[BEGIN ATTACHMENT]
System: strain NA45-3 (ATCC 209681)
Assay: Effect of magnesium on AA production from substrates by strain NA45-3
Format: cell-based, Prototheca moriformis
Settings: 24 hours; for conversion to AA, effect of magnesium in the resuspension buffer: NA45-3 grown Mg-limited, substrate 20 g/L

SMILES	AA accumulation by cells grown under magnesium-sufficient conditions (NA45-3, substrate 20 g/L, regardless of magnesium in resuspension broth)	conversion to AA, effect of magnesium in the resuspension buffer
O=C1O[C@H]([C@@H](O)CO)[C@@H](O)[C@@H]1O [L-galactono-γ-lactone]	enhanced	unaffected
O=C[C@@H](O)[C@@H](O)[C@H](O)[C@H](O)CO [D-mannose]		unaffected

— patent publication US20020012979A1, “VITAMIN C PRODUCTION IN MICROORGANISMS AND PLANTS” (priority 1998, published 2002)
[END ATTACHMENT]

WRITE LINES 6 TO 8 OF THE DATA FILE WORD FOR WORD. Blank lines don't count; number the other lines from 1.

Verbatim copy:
O=C1O[C@H]([C@@H](O)CO)[C@@H](O)[C@@H]1O [L-galactono-γ-lactone]	enhanced	unaffected
O=C[C@@H](O)[C@@H](O)[C@H](O)[C@H](O)CO [D-mannose]		unaffected

— patent publication US20020012979A1, “VITAMIN C PRODUCTION IN MICROORGANISMS AND PLANTS” (priority 1998, published 2002)